Frankly, it’s scary to chop my roses down to sticks but sure enough by Valentine’s Day they are coming back to life, especially now that they’ve gotten some 12-18-6.

A couple things before we move on.

I thought it would be interesting to see how Steve Hodel, the retired homicide detective, treated the handling of the crime scene in hopes that “Dahlia Avenger,” despite all its problems, would be more accurate than “Severed” and “Mogul.”

The depiction of the press isn’t all that accurate (“Dahlia Avenger” talks about keen competition for a byline when even the briefest glance at the 1947 papers show that reporters never got bylines except in rare instances). And “Avenger” uses Will Fowler’s yarn—of course I fell for that myself the first time around. Will worked for years to embed himself in the Dahlia case.

But there’s none of the absurd claims of discarded cigarette butts and flashbulbs, curiosity-seekers circling the block and people standing on cars.

Here’s the two-minute executive summary before we move on to Chapter 2:

In the preface and first 20 pages, Donald H. Wolfe’s “Mogul” has made sweeping statements of staggering fiction (“there was no nightlife in the 1940s”), gotten access to original documents but rejected them in favor of a sleazy, sensational paperback written in 1994 (“Severed” instead of the original LAPD summary of the case) and shown a complete disinterest in minor details of spelling names (Betsy Bersinger instead of “Betty Bersinger”).

He has also relied on two mutually exclusive accounts (Will Fowler in “Reporters” and John Gilmore in “Severed” even though Will voices utter disdain for Gilmore). Further, he cites other books as sources but completely contradicts them (Mary Pacios’ “Childhood Shadows” on Betty Bersinger not recalling anything about the body, while “Mogul” goes into great detail on what Bersinger supposedly remembered).

In short, “Mogul” is a $30 book with lousy proofreading and even worse fact-checking that wouldn’t pass muster as a high school research paper.

I’m blogging “Mogul” in real time and not reading ahead, though I did skip to the footnotes and bibliography as any historian would. I don’t know any more about this book aside from the “high concept” (Elizabeth Short gets wrapped up with call girl Brenda Allen, is carrying the love child of Times executive Norman Chandler and refuses to get an abortion, so she’s killed by Bugsy Siegel). But the prospects that “Mogul” is going to suddenly turn into a model of scholarship are not good.

I warned you this would be tedious for readers. It’s even more tedious for me. I don’t need to read another word to know I’m going to find many more gaffes ahead. The only reason I’m doing it is because people keep telling me what a wonderful book this is.

Still, I must say I find the interest in this blog so far quite gratifying. Here’s a shout out to:

Loyola Marymount University, Cal State Northridge, University of Missouri at Rolla, Rutgers University and Tufts University in Elizabeth Short’s hometown of Medford, Mass.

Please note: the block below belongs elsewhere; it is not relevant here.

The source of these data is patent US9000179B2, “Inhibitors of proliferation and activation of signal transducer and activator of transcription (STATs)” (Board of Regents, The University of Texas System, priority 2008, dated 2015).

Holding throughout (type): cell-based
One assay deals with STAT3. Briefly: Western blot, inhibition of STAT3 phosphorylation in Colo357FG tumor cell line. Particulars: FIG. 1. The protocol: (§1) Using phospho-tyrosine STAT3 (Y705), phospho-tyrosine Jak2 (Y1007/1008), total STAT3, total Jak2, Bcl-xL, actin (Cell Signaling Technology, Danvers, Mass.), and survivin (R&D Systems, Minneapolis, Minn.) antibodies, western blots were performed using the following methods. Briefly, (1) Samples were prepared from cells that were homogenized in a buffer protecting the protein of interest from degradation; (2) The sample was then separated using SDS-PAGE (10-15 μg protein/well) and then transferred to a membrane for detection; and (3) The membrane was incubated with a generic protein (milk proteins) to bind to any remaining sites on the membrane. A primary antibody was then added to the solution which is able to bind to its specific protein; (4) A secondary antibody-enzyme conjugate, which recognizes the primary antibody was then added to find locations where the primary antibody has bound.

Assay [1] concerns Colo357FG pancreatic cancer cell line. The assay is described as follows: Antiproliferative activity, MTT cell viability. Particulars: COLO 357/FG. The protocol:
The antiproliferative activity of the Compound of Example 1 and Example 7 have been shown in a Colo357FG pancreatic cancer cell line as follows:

Buena Vista Datacasting (, ( and (

The U.S. Senate sergeant at arms (

Someone in Falls Church, Va., the home of a law enforcement expert whom I respect tremendously.

Somebody in Salt Lake City, home of an enthusiastic but fairly reclusive collector of Elizabeth Short material. Twenty-three visits totaling 5 hours and 17 minutes, thank you,!

And who knew the Dahlia would be so popular in Sweden. Four visits for a total of 16 hours? Thank you,!

And Pendleton, S.C. Now that’s a surprise. Hurry on back!

Let’s move ahead.

Oh dear.

“The Los Angeles Times put the murder story on the front page of the morning edition of January 16; the headline was less lurid, yet the article vividly described the mutilated victim.”

For the record, as the conservative family paper of Los Angeles, The Times was the only newspaper to keep the Black Dahlia story off the front page except for one day when it covered the false confession of Joseph Dumais. My story on the 50th anniversary was only the second time in half a century that the Black Dahlia made Page 1 of the Los Angeles Times.

This book is brimming with instances in which Wolfe seems absolutely incapable of reading what’s directly in front of him.

I’m going to go check my roses.

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Monday, February 13, 2006

Blogging the Wolfe Book, I'm My Own Grandpaw

Page 16

In the Black Dahlia books, all roads lead to William Randolph Fowler and it would be interesting to see how a sociologist would make a graph of the incestuous literary kinship system.

Will talks to Mary Pacios, who collaborates with John Gilmore on “Severed.”

Will talks to Donald H. Wolfe (“Mogul,” footnotes Pages 361-362).

But there’s more.

Will talks to Robert “I was married to Marilyn Monroe for three days until the studios scotched the deal” Slatzer. “Reporters,” Pages 286-288.

In fact, Will told me repeatedly that he was the ghostwriter on Slatzer’s bogus 1974 book “The Life and Curious Death of Marilyn Monroe.”

“Until recently I considered Slatzer to be a harmless faker—that is, when he lately deceived an entire network with a made-for-TV movie with a title something like, “Marilyn and Me.” (“Reporters,” Page 288).